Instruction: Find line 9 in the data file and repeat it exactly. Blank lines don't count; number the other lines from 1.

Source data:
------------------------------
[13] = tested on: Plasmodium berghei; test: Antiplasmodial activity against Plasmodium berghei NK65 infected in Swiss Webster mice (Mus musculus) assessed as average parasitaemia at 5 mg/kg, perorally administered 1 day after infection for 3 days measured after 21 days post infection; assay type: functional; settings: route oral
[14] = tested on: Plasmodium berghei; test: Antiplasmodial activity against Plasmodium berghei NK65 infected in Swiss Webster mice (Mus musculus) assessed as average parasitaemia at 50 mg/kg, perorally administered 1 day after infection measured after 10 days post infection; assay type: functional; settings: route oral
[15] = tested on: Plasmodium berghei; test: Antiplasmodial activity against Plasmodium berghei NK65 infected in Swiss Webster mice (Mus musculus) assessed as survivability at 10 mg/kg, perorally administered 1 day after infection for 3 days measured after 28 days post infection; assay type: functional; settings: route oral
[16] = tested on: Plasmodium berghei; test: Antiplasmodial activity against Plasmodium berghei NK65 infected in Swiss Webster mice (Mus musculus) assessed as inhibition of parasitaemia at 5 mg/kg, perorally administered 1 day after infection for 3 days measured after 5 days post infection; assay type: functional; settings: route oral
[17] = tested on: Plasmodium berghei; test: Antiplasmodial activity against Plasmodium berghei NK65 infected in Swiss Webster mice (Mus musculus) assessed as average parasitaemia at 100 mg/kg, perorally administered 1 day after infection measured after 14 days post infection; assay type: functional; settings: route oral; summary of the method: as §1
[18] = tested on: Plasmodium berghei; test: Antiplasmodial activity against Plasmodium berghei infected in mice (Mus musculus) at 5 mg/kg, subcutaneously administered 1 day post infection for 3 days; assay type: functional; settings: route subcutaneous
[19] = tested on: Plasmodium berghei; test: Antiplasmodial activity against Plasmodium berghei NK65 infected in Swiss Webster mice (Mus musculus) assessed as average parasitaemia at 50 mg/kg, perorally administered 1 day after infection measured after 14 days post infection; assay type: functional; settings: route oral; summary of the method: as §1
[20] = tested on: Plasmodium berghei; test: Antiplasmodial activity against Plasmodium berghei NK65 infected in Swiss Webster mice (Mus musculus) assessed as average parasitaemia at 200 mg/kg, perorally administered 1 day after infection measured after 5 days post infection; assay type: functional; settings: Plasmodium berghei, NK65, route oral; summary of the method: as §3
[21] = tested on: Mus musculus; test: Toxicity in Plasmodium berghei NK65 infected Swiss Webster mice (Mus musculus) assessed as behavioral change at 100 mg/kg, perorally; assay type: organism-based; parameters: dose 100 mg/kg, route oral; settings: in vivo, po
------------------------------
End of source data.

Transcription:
[21] = tested on: Mus musculus; test: Toxicity in Plasmodium berghei NK65 infected Swiss Webster mice (Mus musculus) assessed as behavioral change at 100 mg/kg, perorally; assay type: organism-based; parameters: dose 100 mg/kg, route oral; settings: in vivo, po